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The Past and Present Of Mattresses

  • 10 May 2017
  • By Shveta Bhagat
The Past and Present Of Mattresses

The fact that the mattress has survived through time is a testament to the importance human beings have placed on getting a good night’s sleep.

In ancient times people slept on straw like animals, and with the development of fabrics, they invented pillows and slept on padded cloth. In 17th Century England beds were made with wood frames, with rope or leather supports, and a bag of straw for mattresses. Elaborate beds were a sign of wealth, more than they are today.

Amongst the royalty, the bed room was given special attention and was a very public place. It was only with Queen Victoria that the bedroom doors really swung closed. Until the Victorian period there were always people trooping through the royal bedroom.

Tutankahmun, the Egyptian king’s bed is known to have been made of pure gold and ebony. While his subjects were made to sleep on palm branches, he slept in the ultimate in luxury.

Latex mattresses were introduced in the 1930s. Waterbeds were used even in ancient times: goat skins filled with water were employed for Persia mattresses in the 2nd millennium BCE. In the second half of the 19th Century rubber mattresses fitted for water were introduced to cope with bed sores. They were sold by mail order and would break and release water frequently.

The first cotton mattress appeared on the scene in the late 18th century. This made a more comfortable mattress than ever before. It was during this same period that the iron bed was created. In the year of 1865, the first coil system mattress was invented and became patented. This opened the way for the modern mattress that we know today.

Soft sprung mattresses have been popular in the past 50 years. They are often accused of being a source of back pain, but doctors say no such conclusive proof.

Mattresses have been around for thousands of years. Humans originally slept on makeshift mattresses stuffed with leaves and animal hair in order to stay warm and dry. The wealthy often had their mattresses raised above the ground by placing them onto wooden frames or bedsteads; and the concept of a raised bed didn’t become common among the middle class until the 1600s. states that the innerspring mattress was developed in the mid 1800s but wasn’t popularized until after World War I.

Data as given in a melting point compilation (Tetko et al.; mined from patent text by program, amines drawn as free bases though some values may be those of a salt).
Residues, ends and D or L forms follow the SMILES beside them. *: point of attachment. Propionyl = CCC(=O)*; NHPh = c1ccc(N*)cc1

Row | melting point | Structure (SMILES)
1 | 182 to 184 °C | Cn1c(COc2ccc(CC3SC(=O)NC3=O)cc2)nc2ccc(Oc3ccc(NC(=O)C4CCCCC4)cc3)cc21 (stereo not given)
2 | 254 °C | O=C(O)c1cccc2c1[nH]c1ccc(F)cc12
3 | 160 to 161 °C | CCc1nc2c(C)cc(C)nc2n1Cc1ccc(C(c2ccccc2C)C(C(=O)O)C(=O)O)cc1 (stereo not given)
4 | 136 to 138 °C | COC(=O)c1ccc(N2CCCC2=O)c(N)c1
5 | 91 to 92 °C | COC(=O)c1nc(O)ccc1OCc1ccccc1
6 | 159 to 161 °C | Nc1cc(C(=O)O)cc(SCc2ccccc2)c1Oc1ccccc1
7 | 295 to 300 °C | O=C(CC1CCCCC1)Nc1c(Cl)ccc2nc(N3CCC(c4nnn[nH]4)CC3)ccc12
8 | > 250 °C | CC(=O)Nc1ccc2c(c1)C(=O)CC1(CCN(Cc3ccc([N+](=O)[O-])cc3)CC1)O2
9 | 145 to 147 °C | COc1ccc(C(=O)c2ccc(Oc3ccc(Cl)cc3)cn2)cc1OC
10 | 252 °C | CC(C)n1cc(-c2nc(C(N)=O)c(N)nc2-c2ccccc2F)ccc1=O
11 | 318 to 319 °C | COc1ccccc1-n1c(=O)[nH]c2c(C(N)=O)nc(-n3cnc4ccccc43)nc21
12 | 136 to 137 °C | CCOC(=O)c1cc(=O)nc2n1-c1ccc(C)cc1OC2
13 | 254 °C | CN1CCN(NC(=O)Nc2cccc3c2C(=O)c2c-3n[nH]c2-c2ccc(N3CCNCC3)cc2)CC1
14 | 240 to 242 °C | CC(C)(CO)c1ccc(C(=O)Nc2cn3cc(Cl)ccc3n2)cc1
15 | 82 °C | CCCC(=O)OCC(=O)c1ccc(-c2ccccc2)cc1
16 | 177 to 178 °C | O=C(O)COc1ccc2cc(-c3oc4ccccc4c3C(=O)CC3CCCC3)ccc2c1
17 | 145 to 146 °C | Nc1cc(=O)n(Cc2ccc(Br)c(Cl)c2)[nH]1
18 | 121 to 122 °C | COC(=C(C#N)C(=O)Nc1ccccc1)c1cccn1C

Mattresses are built in many different sizes but the most commonly purchased are twin, full, queen, and king. Twin mattresses are 39 inches wide by 75 inches long; full (also known as double) mattresses are 53 inches wide by 75 inches long; queen mattresses are 60 inches wide by 80 inches long; and king mattresses are 76 inches wide by 80 inches long. Mattress thickness varies from brand to brand due to differences in building materials.

Foam mattresses were introduced in the 1970s and gained popularity because they were hypoallergenic, mold resistant and easy to maintain; they are still popular today for the same reasons. Memory foam is a gel-like material that adjusts to pressure and bounces back once the pressure is released. It is an improved version of NASA memory foam technology and a Swedish company introduced it to the general public in the early 1990s.

Our Sunday mattresses are made of latex sourced from the best factory known for it, in Belgium.


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